May 29, 2024

Uganda: Importance of Climate Adaptation Funding for Refugee and Hunger Response

Uganda Importance of Climate Adaptation Funding for Refugee and Hunger Response

Editorial

Entering a refugee settlement in Uganda brings a sense of hope. When both refugee and host community housing coexist, it showcases the positive impact of investing in a response for displaced people, offering them a sense of security during times of crises.

The World Food Programme is providing food aid and support for livelihoods to 1. 4 million out of 1. 5 million refugees in Uganda, despite receiving the lowest level of funding in history.

The World Food Programme is focusing on providing assistance to refugees in all 13 refugee settlements and nearby host communities in Uganda, which is currently our most underfunded effort in Eastern Africa.

A successful refugee response depends on individuals and communities who willingly welcome and support the most vulnerable people by offering their hearts, homes, and their country. Uganda, with the largest refugee population in Africa, provides a safe haven for those escaping conflict and environmental disasters, allowing them to recover and start anew.

The refugee policy has received significant praise for its inclusivity and progressiveness, however, the growing crises have resulted in a decrease in available resources.

Adhering to global agreements like the Kampala Convention to tackle the underlying reasons for displacement, including climate-related factors, and to offer refugees the necessary assistance to weather crises and become self-sufficient, a sustainable refugee strategy will only be achieved through an emphasis on climate adaptation.

In other words, it needs to ready refugees and host communities to protect the environment and adjust to evolving climate conditions. Investing in renewable energy is crucial to provide refugees with access to clean fuel that protects both their health and the environment.

It is crucial to promote and encourage the practice of planting trees to protect food systems, while also ensuring that refugees and host communities are involved in decision-making processes that affect their environment and well-being.

Climate change leads to an increase in tensions between refugees and host communities due to the destruction of land and crops, extreme weather conditions, and the potential for conflict.

Extreme weather in the Nakivale settlement, located in southwestern Uganda near the Tanzanian border, directly impacts the way people make a living. During the dry season, the treeless ground lacks shade to protect it from the intense heat of the sun.

Plants perish, food prices rise, and numerous people go to sleep without a meal. During the rainy season, homes and gardens are flooded by rivers and swamps, leading to damage of properties, houses, and agriculture, as well as spreading diseases like malaria.

Similar situations happen in Kyangwali refugee settlement, located in the Hoima district in the southwest, where the Bugoma forest is facing challenges in preserving its original beauty as people continue to encroach upon it for firewood, timber, and agricultural purposes. The land in the northwest, which is already predominantly rocky, is experiencing fatigue due to excessive cultivation.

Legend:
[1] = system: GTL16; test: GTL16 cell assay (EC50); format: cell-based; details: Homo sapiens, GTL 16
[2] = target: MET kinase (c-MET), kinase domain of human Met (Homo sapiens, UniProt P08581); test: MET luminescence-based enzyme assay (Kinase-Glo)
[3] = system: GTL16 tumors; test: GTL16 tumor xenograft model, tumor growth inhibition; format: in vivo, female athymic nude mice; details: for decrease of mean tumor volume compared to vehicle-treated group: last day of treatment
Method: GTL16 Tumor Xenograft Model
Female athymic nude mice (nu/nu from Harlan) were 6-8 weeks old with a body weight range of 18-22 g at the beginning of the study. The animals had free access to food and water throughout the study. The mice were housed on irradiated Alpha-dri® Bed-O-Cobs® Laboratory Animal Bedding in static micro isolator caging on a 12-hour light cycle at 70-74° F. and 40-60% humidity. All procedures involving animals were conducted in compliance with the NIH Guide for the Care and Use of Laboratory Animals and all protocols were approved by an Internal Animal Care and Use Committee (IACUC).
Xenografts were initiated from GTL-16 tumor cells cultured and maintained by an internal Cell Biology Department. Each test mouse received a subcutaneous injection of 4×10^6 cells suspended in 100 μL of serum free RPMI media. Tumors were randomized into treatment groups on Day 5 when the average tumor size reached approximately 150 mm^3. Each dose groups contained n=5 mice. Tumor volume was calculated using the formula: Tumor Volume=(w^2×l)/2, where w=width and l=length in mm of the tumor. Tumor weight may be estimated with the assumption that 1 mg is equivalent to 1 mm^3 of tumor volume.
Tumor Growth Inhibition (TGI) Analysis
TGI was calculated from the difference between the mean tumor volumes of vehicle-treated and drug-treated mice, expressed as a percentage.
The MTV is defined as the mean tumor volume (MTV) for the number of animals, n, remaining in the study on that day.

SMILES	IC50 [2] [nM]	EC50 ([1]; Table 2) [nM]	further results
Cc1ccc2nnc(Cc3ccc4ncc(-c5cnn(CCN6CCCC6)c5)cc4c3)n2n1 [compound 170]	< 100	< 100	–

It is both an international responsibility and a fundamental aspect of the Ubuntu ethos of the people and Government of Uganda to welcome those escaping crises.

Climate change is making the living situations of both refugees and those who are hosting them more difficult.

Uganda’s efforts to support refugees are significantly underfunded, and WFP can currently only provide assistance to the most vulnerable individuals in collaboration with the UN Refugee Agency and the Ugandan government.

Approximately 14 percent of the refugees are identified as being at high risk and are provided with 60 percent of their food rations, while 82 percent are classified as having moderate vulnerability and receive 30 percent of their food rations. Roughly 4 percent of refugees are deemed to be independent and self-sufficient.

It is especially challenging for women escaping crises as they often bear the burden of securing food for their families, even in harsh weather conditions.

Funding should not only address immediate and sustained livelihood needs, but also ensure that all aspects of food supply chains receive the necessary support.

Investing in sustainable refugee response has a positive impact on individuals, families, communities, and the overall economy. In 2022, the WFP in Uganda distributed $42 million in cash-based aid to refugees and delivered 73,800 metric tons of food.

Additionally, we invested $71. 7 million in local procurement to assist smallholder farmers in producing higher quality food for the country and earning a sustainable income. More than 80 percent of WFP’s yearly purchases are made within the local area. Every dollar that WFP invests in purchasing goods and services results in a US$6 boost to the country’s overall annual output.

However, the issue still arises: can a prolonged reaction endure in a world that focuses on newer crises and disregards older but equally significant ones. Can we collaborate to develop a comprehensive solution that allows both people and the environment to thrive not only today, but also in the future. It is definitely time to advocate for increased investment to ensure the long-term sustainability of Uganda’s refugee response.